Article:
Why did Kang want to make OLF independent from the men’s side?
Kang said she wanted the women’s team to have “full necessary resources”.
Many European women’s teams are affiliated to men’s clubs and so all the power and decision-making is focused on the men’s side because they bring in more revenue. The women’s teams are usually second in line. “It’s an issue,” said Kang. “The resource allocation could be very challenging.”
By being separate, however, OLF are not going to be subjected to someone else’s whims and Kang can have full focus on the women’s team.
OLF will, though, still share some of the men’s team resources. Kang said she has “no shame in copying and borrowing best practice” and OL Groupe has contractual obligations to existing contracts in terms of marketing agreements.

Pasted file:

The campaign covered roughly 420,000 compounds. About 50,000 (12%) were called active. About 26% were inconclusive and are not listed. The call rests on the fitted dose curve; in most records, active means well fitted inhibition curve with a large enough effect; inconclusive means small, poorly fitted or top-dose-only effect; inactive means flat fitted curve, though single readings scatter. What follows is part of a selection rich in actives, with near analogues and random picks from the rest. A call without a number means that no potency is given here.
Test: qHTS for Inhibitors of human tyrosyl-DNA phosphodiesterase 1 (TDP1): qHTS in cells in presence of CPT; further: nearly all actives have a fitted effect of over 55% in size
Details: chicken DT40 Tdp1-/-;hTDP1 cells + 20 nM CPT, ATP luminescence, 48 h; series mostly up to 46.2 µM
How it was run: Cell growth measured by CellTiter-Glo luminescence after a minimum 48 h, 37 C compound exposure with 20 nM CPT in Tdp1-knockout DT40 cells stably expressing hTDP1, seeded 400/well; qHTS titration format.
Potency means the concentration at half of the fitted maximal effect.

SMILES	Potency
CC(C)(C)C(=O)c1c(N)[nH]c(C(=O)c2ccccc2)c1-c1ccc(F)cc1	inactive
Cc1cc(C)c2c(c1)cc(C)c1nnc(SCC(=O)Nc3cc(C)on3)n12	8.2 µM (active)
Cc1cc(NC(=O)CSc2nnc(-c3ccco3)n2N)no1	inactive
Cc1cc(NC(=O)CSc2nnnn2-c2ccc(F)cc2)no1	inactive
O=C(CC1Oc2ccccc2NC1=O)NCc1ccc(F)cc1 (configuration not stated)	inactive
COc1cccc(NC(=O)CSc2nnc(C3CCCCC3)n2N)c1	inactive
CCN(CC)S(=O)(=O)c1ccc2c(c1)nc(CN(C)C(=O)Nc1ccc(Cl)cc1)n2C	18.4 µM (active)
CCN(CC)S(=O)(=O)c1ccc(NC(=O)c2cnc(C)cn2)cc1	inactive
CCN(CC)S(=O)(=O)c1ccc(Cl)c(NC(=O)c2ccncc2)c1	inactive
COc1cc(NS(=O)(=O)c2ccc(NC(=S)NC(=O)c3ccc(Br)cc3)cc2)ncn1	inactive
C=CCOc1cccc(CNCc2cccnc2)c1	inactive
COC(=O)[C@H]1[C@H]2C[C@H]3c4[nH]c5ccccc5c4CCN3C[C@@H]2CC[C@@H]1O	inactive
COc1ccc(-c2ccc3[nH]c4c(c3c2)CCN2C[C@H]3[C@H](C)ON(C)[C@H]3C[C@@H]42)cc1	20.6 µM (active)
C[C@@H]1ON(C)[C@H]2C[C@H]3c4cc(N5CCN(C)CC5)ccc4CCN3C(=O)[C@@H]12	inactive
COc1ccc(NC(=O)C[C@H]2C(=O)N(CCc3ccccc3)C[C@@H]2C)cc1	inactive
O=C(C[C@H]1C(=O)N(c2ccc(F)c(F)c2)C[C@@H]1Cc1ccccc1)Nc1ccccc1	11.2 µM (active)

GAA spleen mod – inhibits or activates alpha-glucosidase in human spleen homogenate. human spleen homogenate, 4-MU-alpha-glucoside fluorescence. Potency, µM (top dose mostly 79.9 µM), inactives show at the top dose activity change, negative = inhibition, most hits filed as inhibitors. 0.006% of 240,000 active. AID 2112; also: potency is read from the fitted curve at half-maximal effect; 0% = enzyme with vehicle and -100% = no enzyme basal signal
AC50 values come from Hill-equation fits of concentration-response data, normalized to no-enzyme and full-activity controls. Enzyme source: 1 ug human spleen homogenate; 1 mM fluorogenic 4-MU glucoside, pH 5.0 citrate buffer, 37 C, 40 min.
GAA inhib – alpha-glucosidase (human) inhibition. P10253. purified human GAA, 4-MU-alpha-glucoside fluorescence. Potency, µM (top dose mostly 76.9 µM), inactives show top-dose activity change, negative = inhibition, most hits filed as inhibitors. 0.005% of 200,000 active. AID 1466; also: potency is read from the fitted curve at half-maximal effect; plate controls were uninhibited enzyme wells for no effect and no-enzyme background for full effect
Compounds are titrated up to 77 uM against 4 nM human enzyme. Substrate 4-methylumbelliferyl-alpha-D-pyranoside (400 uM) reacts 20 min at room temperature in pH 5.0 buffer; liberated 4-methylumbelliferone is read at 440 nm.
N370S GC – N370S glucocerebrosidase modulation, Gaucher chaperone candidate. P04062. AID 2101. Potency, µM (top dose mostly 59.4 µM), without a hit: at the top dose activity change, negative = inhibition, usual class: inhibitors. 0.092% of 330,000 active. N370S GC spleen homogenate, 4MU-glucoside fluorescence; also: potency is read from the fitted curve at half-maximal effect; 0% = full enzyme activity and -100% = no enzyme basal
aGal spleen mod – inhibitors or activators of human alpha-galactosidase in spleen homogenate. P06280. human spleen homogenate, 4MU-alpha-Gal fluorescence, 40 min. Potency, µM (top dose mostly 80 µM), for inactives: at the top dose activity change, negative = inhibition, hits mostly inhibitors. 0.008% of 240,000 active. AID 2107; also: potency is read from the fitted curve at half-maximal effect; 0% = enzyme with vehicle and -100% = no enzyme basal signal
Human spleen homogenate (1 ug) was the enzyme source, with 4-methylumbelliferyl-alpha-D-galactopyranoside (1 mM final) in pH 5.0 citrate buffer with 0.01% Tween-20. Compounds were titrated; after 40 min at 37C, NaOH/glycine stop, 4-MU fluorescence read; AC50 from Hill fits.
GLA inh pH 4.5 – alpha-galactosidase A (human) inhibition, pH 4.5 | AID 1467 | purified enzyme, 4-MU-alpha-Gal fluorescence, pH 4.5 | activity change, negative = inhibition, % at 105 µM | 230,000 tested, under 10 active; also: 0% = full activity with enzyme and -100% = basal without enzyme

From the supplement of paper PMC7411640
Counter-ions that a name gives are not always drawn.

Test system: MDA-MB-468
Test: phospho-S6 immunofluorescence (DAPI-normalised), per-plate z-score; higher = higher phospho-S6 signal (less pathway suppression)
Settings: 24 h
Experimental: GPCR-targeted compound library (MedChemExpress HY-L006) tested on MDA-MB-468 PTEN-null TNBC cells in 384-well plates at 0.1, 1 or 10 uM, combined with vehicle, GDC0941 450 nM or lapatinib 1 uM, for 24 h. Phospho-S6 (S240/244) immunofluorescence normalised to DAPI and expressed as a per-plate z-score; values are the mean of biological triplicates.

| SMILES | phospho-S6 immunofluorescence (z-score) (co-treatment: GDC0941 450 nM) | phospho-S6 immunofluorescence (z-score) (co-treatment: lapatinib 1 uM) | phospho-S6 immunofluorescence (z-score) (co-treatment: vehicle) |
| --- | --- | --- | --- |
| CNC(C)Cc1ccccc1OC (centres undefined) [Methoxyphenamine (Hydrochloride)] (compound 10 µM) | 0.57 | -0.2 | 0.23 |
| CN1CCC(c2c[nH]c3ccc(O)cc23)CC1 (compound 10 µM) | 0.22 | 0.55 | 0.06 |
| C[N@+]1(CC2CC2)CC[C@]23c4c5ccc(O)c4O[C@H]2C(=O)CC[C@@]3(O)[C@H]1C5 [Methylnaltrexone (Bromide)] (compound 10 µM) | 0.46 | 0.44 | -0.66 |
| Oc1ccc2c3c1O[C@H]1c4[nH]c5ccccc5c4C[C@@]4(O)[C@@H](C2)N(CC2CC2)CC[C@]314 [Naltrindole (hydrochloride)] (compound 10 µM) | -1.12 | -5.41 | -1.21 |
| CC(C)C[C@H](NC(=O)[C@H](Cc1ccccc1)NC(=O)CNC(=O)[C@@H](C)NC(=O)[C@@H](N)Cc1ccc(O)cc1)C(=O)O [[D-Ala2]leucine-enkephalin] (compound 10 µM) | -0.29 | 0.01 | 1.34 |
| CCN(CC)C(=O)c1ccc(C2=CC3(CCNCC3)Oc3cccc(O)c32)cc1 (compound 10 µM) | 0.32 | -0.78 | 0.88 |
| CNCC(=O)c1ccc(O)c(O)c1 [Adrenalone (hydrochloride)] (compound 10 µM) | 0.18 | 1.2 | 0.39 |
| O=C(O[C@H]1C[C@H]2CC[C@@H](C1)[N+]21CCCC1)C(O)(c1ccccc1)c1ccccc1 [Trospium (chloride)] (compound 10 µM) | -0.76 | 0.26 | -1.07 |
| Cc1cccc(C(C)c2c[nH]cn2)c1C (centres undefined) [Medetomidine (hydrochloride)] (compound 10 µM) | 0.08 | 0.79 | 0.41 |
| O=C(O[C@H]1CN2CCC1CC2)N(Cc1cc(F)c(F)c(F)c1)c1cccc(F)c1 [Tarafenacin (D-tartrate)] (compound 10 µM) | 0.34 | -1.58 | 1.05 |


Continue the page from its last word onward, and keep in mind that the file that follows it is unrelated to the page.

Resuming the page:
So what is changing?
Kang wants to provide a specialised staff and training environment for women.
“As my head of performance says, women are not small men, so they should not be trained based upon the training manuals developed by men,” said Kang.
Kang has already significantly increased the number of training staff working with OLF. There used to be a handful, split between men and women, and now there are 26 dedicated staff for the women’s team, including a head of performance, full-time nutritionist and psychologist.
“I wanted a dedicated staff, focused only on women,” said Kang. “When they get up in the morning, they only think about women athletes, not men and women.”
Next, is the women’s training facility. Lyon’s campus is “primarily for men”, according to Kang. Her “dream project” is to have a dedicated women’s and girls’ campus which would serve girls’ youth clubs, and run grassroots competitions and coaching clinics.